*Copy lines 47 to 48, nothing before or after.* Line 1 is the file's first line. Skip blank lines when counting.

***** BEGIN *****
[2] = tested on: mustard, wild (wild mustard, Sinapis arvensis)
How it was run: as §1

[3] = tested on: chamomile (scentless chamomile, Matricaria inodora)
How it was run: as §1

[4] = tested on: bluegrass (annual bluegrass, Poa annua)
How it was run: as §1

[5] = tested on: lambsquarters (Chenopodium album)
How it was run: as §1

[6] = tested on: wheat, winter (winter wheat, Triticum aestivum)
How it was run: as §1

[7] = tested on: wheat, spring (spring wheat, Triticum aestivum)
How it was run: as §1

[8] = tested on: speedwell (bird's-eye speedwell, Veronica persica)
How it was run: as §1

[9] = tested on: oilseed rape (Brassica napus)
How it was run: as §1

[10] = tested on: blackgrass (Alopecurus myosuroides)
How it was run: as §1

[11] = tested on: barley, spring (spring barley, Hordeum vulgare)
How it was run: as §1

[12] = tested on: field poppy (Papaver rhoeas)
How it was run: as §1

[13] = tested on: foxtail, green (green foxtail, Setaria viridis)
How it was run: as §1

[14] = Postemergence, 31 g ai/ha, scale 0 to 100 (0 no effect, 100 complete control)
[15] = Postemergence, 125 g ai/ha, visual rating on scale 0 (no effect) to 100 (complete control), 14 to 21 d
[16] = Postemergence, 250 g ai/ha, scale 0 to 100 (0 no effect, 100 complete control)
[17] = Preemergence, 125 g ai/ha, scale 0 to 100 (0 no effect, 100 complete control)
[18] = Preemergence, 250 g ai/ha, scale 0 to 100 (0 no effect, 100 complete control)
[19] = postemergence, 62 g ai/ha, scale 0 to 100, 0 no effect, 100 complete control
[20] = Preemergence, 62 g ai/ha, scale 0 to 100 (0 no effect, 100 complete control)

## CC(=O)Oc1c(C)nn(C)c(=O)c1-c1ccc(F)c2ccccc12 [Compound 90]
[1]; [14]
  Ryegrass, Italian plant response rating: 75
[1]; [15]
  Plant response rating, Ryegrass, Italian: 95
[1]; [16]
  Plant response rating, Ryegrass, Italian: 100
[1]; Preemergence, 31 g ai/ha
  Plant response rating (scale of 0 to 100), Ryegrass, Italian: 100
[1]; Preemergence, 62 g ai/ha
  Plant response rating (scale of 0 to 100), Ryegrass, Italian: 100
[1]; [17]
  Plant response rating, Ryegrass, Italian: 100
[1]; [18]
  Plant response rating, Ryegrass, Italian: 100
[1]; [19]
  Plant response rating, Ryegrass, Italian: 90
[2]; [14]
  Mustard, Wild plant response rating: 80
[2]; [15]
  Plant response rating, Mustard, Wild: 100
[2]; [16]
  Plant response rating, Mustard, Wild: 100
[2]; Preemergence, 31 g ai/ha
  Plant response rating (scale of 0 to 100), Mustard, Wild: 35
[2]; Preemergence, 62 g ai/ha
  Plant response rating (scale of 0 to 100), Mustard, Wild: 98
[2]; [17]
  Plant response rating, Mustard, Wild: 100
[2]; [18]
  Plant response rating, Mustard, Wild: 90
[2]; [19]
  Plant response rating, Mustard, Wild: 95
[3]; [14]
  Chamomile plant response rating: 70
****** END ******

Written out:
[1]; [19]
  Plant response rating, Ryegrass, Italian: 90